Because you’re so hip, you were in the front row for the whole rock concert last night. It isn’t exactly hearing-healthy, but it’s fun, and the next day, you wake up with both ears ringing. (That’s not as fun.)
But what if you can only hear out of one ear when you wake up? Well, if that’s the situation, the rock concert may not be the cause. Something else must be going on. And you might be a bit worried when you experience hearing loss in only one ear.
Also, your general hearing may not be working properly. Normally, your brain is sorting out information from both ears. So it can be disorienting to get signals from only one ear.
Why hearing loss in one ear results in issues
Your ears basically work in concert (no pun intended) with each other. Just like having two forward facing eyes helps your depth perception and visual sharpness, having two side facing ears helps you hear more accurately. So when one of your ears quits working properly, havoc can happen. Here are some of the most prominent:
- You can have difficulty identifying the direction of sounds: Someone calls your name, but you have no clue where they are! When your hearing goes out in one ear, it’s really very difficult for your brain to triangulate the origin of sounds.
- When you’re in a loud setting it becomes very hard to hear: Loud settings like event venues or noisy restaurants can become overwhelming with just one ear working. That’s because all that sound appears to be coming from every-which-direction randomly.
- You have difficulty detecting volume: Just like you need both ears to triangulate direction, you sort of need both ears to determine how loud something is. Think about it this way: If you can’t determine where a sound is coming from, it’s impossible to detect whether that sound is quiet or just away.
- You tire your brain out: Your brain will become more fatigued faster if you can only hear out of one ear. That’s because it’s failing to get the complete sound spectrum from just one ear so it’s working extra hard to compensate. And when hearing loss abruptly occurs in one ear, that’s especially true. This can make a lot of activities throughout your daily life more taxing.
So what’s the cause of hearing loss in one ear?
Hearing experts call impaired hearing in one ear “unilateral hearing loss” or “single-sided hearing loss.” Single sided hearing loss, in contrast to typical “both ear hearing loss”, usually isn’t caused by noise related damage. This means that it’s time to consider other possible factors.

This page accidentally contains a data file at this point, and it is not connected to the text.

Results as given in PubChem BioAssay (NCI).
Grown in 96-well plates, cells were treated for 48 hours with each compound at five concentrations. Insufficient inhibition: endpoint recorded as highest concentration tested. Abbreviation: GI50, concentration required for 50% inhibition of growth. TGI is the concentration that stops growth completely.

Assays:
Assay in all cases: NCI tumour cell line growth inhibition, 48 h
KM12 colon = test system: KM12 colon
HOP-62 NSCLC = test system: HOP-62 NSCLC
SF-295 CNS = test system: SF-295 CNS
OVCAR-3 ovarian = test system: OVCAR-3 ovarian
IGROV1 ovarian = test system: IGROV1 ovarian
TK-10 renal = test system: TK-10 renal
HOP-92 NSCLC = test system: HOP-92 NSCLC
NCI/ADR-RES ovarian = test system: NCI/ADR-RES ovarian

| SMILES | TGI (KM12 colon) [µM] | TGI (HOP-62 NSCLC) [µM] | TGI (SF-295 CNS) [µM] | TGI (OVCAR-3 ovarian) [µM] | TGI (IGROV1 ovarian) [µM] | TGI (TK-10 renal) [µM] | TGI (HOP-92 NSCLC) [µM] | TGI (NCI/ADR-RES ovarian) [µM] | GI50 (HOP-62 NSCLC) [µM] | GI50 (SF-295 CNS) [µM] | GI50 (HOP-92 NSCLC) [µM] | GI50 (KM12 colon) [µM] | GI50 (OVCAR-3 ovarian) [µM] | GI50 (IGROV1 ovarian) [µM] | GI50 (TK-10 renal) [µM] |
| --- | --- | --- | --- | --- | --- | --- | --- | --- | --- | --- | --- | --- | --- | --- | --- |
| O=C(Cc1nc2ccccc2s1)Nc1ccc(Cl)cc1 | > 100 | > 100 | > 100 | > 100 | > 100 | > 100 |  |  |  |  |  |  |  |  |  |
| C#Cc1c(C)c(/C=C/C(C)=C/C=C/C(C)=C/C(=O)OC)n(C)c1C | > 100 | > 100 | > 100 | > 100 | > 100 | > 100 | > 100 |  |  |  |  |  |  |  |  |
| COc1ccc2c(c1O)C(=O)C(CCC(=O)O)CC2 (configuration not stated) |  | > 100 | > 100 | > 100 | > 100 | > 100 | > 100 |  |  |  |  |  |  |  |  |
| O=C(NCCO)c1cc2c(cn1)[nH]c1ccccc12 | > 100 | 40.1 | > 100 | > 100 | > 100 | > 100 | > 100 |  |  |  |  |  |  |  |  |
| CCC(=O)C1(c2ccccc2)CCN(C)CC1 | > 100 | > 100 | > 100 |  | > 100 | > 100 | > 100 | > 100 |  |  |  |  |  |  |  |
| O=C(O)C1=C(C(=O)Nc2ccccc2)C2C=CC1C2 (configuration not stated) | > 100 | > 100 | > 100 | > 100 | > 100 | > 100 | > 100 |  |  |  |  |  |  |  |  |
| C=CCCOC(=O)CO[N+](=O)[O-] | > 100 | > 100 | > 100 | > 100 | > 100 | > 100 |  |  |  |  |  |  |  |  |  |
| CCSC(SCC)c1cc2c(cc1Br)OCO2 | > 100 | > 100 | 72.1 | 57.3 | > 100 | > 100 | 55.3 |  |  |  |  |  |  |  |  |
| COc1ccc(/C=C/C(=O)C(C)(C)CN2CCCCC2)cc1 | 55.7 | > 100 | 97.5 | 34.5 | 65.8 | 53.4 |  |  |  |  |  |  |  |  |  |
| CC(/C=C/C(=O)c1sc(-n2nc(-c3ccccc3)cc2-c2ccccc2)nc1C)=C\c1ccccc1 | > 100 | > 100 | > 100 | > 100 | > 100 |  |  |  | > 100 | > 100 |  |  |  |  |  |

Here are a few of the most common causes:
- Ruptured eardrum: Normally, a ruptured eardrum is difficult to miss. It can be related to head trauma, loud noises, or foreign objects in the ear (among other things). And it happens when there’s a hole between the thin membrane that separates your ear canal and middle ear. The outcome can be quite painful, and usually triggers tinnitus or hearing loss in that ear.
- Meniere’s Disease: When somebody is dealing with the degenerative condition known as Menier’s disease, they often experience vertigo and hearing loss. It’s not uncommon with Menier’s disease to lose hearing on one side before the other. Menier’s disease frequently is accompanied by single sided hearing loss and ringing.
- Irregular Bone Growth: It’s possible, in very rare cases, that hearing loss on one side can be the outcome of abnormal bone growth. This bone can, when it grows in a specific way, hinder your ability to hear.
- Ear infections: Infections of the ear can trigger swelling. And this swelling can obstruct your ear canal, making it extremely hard for you to hear.
- Earwax: Yup, occasionally your earwax can become so packed in there that it blocks your hearing. It has a similar effect to wearing earplugs. If you have earwax clogging your ear, never try to clear it out with a cotton swab. Cotton swabs can push the earwax even further up against the eardrum.
- Acoustic Neuroma: An acoustic neuroma is a benign tumor that grows on the nerves of the inner ear and might sound a little more intimidating than it normally is. You should still take this condition seriously, even though it isn’t cancerous, it can still be potentially life threatening.
- Other infections: Swelling is one of your body’s most prevailing responses to infection. It’s just what your body does! This response isn’t always localized, so any infection that triggers inflammation can lead to the loss of hearing in one ear.
So how should I deal with hearing loss in one ear?
Treatment options for single-sided hearing loss will differ based upon the underlying cause. In the case of certain obstructions (such as bone or tissue growths), surgery might be the ideal solution. A ruptured eardrum or similar problems will usually heal on their own. And still others, including an earwax based blockage, can be cleared away by simple instruments.
Your single-sided hearing loss, in some circumstances, may be permanent. We will help, in these cases, by prescribing one of two potential hearing aid solutions:
- Bone-Conduction Hearing Aids: These hearing aids bypass much of the ear by making use of your bones to transmit sound to the brain.
- CROS Hearing Aid: This type of specially created hearing aid is primarily made to treat single-sided hearing loss. These hearing aids are able to identify sounds from your impacted ear and transfer them to your brain via your good ear. It’s very effective not to mention complicated and very cool.
Your hearing specialist is the beginning
There’s most likely a good reason why you can only hear out of one ear. In other words, this is not a symptom you should be ignoring. It’s important, both for your well-being and for your hearing health, to get to the bottom of those causes. So start hearing out of both ears again by making an appointment with us.